The Wireless Emergency Alert system message test is being carried out by FEMA in coordination with the Federal Communications Commission, FEMA said in a statement posted on its website Thursday.

In the test next week everyone will receive a message that will look like a text and will be headed “Presidential Alert,” said FEMA.

Users whose service providers participate in the test, whose phones are on and within range of a cell phone tower will first hear a tone and vibration — twice. Everyone will then receive this message in English: “THIS IS A TEST of the National Wireless Emergency Alert System. No action is needed.”

More than 100 mobile carriers are participating in the test at 2:18 p.m. Eastern times on Thursday September 20.

The system is the latest generation of warnings at a time when more people are typically linked at any one time to their cell phones than radios or TVs. Emergency alerts will also continue to be available on NOAA Weather Radio, news broadcasts, the Emergency Alert System on radio and TV programs and via outdoor sirens.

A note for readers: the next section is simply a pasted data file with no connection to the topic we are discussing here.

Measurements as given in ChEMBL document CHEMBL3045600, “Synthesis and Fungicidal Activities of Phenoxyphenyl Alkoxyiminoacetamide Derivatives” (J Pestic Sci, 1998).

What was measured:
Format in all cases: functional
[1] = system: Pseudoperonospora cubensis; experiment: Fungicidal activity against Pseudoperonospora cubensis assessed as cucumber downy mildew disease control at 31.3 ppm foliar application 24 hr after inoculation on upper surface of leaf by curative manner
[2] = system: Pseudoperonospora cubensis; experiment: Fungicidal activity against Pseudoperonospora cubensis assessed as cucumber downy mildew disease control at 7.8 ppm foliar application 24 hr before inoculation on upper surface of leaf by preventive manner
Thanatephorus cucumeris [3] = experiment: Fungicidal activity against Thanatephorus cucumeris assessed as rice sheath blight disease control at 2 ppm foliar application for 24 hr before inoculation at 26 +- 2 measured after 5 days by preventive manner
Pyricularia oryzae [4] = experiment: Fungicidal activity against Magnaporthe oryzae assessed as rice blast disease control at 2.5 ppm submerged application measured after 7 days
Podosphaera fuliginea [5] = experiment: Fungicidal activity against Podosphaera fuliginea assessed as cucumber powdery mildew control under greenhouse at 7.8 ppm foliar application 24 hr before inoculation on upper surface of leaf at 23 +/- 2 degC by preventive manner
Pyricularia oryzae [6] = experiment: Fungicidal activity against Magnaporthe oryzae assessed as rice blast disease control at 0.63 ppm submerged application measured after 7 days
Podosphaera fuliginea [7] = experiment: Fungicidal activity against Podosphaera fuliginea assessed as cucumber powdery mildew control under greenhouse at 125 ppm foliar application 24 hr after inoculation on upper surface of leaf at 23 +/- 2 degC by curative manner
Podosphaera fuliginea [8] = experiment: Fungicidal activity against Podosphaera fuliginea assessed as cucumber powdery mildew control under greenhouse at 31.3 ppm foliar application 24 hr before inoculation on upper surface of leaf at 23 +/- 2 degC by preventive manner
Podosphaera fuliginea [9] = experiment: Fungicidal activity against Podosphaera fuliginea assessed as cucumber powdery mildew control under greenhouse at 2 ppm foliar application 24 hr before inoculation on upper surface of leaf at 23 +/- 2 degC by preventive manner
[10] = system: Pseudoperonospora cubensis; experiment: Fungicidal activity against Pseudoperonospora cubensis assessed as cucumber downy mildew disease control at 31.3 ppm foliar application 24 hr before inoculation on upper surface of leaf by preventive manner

Two minutes after the WEA tests, FEMA will also test nationwide warnings of the Emergency Alert System, which is similar to the older Emergency Broadcast System and sends alerts via radio and television.

The 2015 law authorizing the WEA system allows warnings to be sent only in times of “natural disaster, act of terrorism, or other man-made disaster or threat to public safety,” NBC News noted.

If you separate this from the politics and personality of any individual president, then this is a great idea and an amazing use of technology to reach everybody if they’re in harms way,” Karen North, director of the Annenberg Digital Social Media program at the University of Southern California, told NBC.

Courtesy of FEMA

Origin PC Eon17-X (2018) review: Top-notch performance at a top-shelf price – CNET